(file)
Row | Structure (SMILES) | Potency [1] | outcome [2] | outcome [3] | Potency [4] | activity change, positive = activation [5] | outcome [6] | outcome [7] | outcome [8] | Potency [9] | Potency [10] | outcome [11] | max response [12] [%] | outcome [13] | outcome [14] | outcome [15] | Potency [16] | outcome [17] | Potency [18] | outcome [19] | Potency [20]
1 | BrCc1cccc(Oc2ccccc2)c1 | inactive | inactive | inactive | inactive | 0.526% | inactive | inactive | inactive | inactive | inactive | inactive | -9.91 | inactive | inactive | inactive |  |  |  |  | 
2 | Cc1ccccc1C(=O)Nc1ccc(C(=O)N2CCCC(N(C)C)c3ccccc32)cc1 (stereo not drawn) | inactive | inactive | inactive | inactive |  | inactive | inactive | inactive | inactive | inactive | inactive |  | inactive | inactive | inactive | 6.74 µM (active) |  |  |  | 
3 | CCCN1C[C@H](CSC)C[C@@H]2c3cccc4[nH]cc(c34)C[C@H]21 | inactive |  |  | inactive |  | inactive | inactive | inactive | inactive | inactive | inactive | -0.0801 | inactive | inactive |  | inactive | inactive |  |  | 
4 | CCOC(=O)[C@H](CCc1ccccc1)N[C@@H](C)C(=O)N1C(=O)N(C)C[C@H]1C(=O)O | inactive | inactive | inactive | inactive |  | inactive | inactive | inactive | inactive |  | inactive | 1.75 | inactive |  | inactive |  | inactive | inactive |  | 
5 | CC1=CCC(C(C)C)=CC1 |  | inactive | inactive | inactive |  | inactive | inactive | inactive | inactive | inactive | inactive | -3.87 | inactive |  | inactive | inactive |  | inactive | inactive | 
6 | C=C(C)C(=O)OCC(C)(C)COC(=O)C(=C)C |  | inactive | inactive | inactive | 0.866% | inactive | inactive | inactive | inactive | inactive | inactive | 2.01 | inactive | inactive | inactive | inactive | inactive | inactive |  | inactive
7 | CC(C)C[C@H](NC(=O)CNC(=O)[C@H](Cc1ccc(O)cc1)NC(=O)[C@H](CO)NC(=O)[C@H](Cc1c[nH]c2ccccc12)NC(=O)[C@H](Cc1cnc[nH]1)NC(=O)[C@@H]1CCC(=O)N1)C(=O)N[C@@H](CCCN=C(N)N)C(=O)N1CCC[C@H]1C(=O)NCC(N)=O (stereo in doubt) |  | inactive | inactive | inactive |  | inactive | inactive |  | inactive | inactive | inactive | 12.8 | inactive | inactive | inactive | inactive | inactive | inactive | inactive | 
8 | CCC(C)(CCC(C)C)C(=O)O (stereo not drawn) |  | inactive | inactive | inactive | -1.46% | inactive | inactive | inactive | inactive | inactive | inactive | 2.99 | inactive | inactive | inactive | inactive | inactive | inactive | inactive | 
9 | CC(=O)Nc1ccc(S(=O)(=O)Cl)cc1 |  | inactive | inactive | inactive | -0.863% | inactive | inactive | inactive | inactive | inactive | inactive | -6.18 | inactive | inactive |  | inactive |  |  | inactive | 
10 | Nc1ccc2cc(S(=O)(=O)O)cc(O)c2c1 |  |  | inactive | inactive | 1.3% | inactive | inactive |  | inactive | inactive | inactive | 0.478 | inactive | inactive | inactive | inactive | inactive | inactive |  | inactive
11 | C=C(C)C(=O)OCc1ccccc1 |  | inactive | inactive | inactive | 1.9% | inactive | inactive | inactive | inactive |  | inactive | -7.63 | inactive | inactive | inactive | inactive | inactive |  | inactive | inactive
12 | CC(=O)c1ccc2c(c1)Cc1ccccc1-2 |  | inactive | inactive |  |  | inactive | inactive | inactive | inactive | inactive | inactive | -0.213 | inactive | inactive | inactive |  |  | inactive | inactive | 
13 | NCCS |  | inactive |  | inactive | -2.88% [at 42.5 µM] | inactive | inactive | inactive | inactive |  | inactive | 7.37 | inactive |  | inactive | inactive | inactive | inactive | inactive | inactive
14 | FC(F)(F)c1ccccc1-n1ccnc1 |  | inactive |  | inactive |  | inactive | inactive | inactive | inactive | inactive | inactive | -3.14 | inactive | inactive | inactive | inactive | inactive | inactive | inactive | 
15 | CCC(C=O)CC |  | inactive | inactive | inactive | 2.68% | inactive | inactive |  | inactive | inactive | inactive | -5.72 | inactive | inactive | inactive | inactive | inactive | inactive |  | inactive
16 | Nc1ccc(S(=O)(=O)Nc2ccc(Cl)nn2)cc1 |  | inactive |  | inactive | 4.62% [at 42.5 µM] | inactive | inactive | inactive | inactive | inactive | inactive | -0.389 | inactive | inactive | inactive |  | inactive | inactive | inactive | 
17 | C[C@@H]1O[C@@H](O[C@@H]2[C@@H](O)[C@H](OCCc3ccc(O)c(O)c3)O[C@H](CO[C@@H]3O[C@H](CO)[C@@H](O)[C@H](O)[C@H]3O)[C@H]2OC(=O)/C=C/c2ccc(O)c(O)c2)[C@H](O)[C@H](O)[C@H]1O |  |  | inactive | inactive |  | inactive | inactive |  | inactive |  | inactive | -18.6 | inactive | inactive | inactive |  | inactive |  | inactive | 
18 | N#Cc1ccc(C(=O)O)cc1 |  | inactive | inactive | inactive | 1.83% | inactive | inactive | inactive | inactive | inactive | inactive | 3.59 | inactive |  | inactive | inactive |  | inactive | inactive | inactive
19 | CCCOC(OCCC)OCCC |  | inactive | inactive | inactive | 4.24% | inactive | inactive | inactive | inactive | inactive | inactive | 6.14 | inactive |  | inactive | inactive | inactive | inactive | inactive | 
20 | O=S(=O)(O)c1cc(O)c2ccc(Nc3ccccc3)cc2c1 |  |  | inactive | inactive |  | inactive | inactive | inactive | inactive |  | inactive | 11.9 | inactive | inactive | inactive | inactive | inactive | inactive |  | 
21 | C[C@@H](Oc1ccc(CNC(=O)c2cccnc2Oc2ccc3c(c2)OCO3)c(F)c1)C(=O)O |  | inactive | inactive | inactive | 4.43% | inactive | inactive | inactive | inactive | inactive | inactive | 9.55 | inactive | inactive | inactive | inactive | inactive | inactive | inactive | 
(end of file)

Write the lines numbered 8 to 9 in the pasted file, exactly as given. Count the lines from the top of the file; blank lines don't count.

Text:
7 | CC(C)C[C@H](NC(=O)CNC(=O)[C@H](Cc1ccc(O)cc1)NC(=O)[C@H](CO)NC(=O)[C@H](Cc1c[nH]c2ccccc12)NC(=O)[C@H](Cc1cnc[nH]1)NC(=O)[C@@H]1CCC(=O)N1)C(=O)N[C@@H](CCCN=C(N)N)C(=O)N1CCC[C@H]1C(=O)NCC(N)=O (stereo in doubt) |  | inactive | inactive | inactive |  | inactive | inactive |  | inactive | inactive | inactive | 12.8 | inactive | inactive | inactive | inactive | inactive | inactive | inactive | 
8 | CCC(C)(CCC(C)C)C(=O)O (stereo not drawn) |  | inactive | inactive | inactive | -1.46% | inactive | inactive | inactive | inactive | inactive | inactive | 2.99 | inactive | inactive | inactive | inactive | inactive | inactive | inactive | 